Skip to comments.Bipartisan bill introduced to make Puerto Rico the 51st State
Posted on 06/28/2018 2:02:29 AM PDT by SMGFan
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A better idea would be to simply cut PR loose. “Congratulations, you’re free to chart your own destiny.”
Just what we need another welfare state.
When Puerto Rico can clean up its act, maybe.
We dont need another California like voting block.
Cut PR Loose!
Bipartisan my ass. Uniparty fingerprints all over this.
PR is in unbelievable debt. We would be idiots to take them on as a state.
Both work but one is a highly unusual usage and probably not originally intended.
No, you nailed my intended usage. Once again Im victimized by sloppy/careless keying on my iPhone compounded by autocorrect.
May I suggest selling PR back to Spain?
yep , enough stars already
They have a nice flag , good enough
A lot of Hawaiian and part Hawaiian people do wish for a return to sovereignty .
I have lived here a long time .
IF there were actually a strong , moral , clear minded , Hawaiian warrior MAN , who also had the approvable ancestry to hold sovereign power . And IF that man would commit to totally throw out and eradicate mainland haole Liberalism and and socialism . IF that warrior leader would commit to allowing those that legitimately owned property , regardless of race , as long as they were willing to commit to the new citizenship requirement of the restored Kingdom , I may very well consider making the jump . Lots of ‘ifs’ ..... Very very doubtful . Most of the sovereignty people are losers and have zero qualifications for leadership whatsoever . And none of the lineage required . So in that case I would prefer that President Trump just come out and declare marital law out here and bolster Hawaii to be the U.S. Pacific bastion that it naturally is and always has been . Liberal puke infested place that it has now become .
No, no, no. One California is enough.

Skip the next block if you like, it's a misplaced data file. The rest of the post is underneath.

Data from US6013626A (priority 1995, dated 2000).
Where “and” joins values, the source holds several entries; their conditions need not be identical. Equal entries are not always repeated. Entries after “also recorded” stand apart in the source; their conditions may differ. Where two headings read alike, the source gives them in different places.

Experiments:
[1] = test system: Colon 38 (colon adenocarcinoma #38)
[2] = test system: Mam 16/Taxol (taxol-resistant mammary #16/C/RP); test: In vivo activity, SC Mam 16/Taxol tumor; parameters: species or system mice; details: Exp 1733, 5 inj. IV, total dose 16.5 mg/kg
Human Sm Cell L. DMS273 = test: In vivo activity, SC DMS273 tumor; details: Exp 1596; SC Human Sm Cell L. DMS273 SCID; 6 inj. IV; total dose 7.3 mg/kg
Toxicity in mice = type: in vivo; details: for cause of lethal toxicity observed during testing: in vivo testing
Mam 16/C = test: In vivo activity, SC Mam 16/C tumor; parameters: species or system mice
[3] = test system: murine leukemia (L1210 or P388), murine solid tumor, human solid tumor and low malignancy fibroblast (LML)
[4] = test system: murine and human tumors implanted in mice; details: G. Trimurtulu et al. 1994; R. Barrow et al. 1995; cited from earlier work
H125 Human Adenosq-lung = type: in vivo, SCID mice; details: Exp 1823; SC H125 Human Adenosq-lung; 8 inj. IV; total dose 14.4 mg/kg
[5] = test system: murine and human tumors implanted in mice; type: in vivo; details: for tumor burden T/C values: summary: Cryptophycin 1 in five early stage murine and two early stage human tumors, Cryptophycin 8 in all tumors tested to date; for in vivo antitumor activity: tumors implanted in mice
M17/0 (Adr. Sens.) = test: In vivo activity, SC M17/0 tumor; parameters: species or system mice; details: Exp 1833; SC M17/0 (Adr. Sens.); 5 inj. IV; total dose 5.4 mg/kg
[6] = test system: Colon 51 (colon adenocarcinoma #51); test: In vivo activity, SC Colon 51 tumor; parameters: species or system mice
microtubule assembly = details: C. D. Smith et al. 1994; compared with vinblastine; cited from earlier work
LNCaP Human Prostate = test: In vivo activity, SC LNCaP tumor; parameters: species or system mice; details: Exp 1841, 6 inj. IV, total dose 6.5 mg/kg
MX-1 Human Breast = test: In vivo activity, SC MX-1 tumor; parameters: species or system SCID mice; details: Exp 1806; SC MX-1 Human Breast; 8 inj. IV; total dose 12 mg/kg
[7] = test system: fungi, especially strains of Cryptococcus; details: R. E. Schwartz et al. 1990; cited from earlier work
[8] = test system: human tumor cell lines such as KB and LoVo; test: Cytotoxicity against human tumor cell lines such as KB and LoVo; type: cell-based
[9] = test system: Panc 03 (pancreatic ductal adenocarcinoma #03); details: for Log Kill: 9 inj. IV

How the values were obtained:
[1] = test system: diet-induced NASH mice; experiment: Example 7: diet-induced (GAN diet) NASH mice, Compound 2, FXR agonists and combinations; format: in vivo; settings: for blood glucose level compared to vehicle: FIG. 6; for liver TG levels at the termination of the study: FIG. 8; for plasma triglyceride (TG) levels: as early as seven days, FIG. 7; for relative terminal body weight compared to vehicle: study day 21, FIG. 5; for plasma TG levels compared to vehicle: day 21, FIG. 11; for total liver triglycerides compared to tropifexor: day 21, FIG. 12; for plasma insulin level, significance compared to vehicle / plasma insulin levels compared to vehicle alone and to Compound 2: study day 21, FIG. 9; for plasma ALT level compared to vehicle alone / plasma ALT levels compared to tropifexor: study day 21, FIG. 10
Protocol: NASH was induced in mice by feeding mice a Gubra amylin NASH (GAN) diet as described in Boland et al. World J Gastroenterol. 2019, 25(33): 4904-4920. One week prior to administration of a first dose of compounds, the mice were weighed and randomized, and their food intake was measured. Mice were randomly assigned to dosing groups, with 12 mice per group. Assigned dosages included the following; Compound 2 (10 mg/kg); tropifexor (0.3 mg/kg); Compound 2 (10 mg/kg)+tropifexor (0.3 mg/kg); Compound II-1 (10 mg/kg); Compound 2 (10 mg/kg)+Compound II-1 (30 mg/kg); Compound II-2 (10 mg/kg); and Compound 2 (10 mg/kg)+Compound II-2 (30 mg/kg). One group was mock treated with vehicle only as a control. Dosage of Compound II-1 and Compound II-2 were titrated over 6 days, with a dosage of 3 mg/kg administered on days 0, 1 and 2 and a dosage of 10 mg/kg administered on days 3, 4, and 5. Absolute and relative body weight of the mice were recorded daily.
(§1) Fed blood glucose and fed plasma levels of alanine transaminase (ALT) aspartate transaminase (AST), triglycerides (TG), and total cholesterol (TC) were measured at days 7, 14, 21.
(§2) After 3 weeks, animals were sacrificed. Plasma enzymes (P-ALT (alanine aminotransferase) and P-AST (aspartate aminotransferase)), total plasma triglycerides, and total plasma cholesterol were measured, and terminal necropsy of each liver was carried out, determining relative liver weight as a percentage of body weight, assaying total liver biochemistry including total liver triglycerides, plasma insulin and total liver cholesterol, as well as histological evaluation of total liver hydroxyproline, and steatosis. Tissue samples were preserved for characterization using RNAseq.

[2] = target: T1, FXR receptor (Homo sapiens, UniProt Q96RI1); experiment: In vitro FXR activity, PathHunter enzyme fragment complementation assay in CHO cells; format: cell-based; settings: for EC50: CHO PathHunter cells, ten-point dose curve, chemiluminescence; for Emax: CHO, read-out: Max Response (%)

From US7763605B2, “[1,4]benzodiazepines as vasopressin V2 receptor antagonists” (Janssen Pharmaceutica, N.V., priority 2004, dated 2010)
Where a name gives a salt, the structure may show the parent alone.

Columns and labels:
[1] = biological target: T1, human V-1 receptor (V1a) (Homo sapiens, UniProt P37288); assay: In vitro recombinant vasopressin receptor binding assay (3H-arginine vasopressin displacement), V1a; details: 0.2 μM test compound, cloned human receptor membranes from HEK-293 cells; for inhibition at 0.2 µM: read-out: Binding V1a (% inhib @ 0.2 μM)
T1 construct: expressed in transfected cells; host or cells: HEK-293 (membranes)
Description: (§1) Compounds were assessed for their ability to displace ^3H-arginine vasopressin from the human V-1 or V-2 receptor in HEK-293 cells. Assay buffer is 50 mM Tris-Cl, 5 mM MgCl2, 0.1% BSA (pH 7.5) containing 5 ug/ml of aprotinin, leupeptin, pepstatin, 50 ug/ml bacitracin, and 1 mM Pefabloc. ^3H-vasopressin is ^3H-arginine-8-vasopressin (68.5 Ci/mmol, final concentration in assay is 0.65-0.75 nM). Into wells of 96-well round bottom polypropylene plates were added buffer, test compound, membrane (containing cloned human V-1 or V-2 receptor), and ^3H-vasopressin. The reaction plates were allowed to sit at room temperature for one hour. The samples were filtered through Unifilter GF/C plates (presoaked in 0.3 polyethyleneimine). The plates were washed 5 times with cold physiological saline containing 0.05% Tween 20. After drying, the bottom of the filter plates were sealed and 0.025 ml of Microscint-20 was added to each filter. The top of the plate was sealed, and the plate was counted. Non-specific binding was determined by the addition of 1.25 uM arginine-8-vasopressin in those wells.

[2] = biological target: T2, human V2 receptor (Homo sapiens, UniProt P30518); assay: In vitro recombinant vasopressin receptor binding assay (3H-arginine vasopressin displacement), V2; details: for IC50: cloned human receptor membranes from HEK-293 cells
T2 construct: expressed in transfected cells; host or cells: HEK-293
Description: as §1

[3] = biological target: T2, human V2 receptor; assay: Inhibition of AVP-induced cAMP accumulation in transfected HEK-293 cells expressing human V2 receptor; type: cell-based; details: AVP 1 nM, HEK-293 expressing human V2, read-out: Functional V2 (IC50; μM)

I think bipartisan refers to support for the bill, not PR itself.
Exactly, a mindset of gibsmedats without the skin color.
So even Greenwich is starting to resemble Puerto Rico now? I know this couple that lives there that work in NYC and they have a decent sized house worth $3-$4 million. It seemed pretty upscale neighborhood but maybe pictures aren’t capturing the whole story.
But if this comes up, why not Guam?
Nothing in the Constitution places a minimum population requirement on new states.
In 1998 and 2012, a referendum was held on the statehood idea....both reaching just over 50-percent for ‘no’.
I’ve worked in the 1980s with two PR guys and the question of statehood was brought up. Both went to the belief that people are faced with a very controlled ‘theme’ or message by newspapers and radio. Their take was that a large segment of society just believed that territory status was better in the end. But both guys said that the message just didn’t make any sense...except that people didn’t have to pay federal taxes. Both acknowledged that via other taxation gimmicks...the island is basically paying something into the US federal pot of revenue.
I think presently...everyone would look at this (outside of PR) and say it’s a heavily democratic atmosphere, and two more senators would be absolutely democrats. So there’s no thrill to welcome them into the current atmosphere.
Guam? For over twenty years, there’s been interest brewing. One effort was slated recently for a vote, but some federal judge got in the middle and there’s this unique problem...Guam has ‘locals’ (roughly 100,000) and the Chamorro Tribesmen (65,000). The judge says that it’s not a fair vote because the Tribesmen should have their own special say (denial) in this process. There is some belief that a vote might occur by the end of 2018. I’ve never heard anyone state a basis from the island on being anti-state. The one key argument is that you’d hand statehood to a fairly small island (160,000 folks), and give them two senators (unknown if they’d lean right or left).
Playing into this whole game is this ballot in California, on splitting the state. There’s nothing in the Constitution that really allows this....if they do vote this way. You’d have to get all 49 other states to agree on this break-up.
My gut feeling is that more than twenty states would refuse because you’d just be adding four more Democratic Senators to the mix.
Another issue which might pop up is that several other states would probably like to break themselves up, and you might find six to ten states that want a division to occur. Just suggesting PR, Guam, and two more California-like states? Eight more Senators?
No, no. I said in my first post in the thread that PR is so poor (per capita income) that it makes Mississippi look as upscale as Greenwich, CT.
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